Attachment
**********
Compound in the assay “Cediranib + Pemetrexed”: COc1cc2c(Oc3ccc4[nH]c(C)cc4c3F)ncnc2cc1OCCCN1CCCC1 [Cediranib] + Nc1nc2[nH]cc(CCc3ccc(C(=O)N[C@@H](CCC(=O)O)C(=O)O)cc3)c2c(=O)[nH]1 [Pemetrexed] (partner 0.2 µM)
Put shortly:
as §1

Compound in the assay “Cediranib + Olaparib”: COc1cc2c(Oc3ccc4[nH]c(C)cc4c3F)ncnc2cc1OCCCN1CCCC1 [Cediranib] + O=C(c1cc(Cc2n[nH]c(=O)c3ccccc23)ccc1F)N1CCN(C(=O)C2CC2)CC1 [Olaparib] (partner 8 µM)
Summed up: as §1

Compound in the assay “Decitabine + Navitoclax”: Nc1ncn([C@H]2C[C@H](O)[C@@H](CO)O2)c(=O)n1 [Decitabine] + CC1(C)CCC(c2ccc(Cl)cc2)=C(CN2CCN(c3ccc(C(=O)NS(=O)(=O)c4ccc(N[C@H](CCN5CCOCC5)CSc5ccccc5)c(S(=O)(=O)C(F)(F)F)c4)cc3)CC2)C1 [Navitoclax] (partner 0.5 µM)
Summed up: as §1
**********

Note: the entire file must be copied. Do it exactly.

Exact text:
Compound in the assay “Cediranib + Pemetrexed”: COc1cc2c(Oc3ccc4[nH]c(C)cc4c3F)ncnc2cc1OCCCN1CCCC1 [Cediranib] + Nc1nc2[nH]cc(CCc3ccc(C(=O)N[C@@H](CCC(=O)O)C(=O)O)cc3)c2c(=O)[nH]1 [Pemetrexed] (partner 0.2 µM)
Put shortly:
as §1

Compound in the assay “Cediranib + Olaparib”: COc1cc2c(Oc3ccc4[nH]c(C)cc4c3F)ncnc2cc1OCCCN1CCCC1 [Cediranib] + O=C(c1cc(Cc2n[nH]c(=O)c3ccccc23)ccc1F)N1CCN(C(=O)C2CC2)CC1 [Olaparib] (partner 8 µM)
Summed up: as §1

Compound in the assay “Decitabine + Navitoclax”: Nc1ncn([C@H]2C[C@H](O)[C@@H](CO)O2)c(=O)n1 [Decitabine] + CC1(C)CCC(c2ccc(Cl)cc2)=C(CN2CCN(c3ccc(C(=O)NS(=O)(=O)c4ccc(N[C@H](CCN5CCOCC5)CSc5ccccc5)c(S(=O)(=O)C(F)(F)F)c4)cc3)CC2)C1 [Navitoclax] (partner 0.5 µM)
Summed up: as §1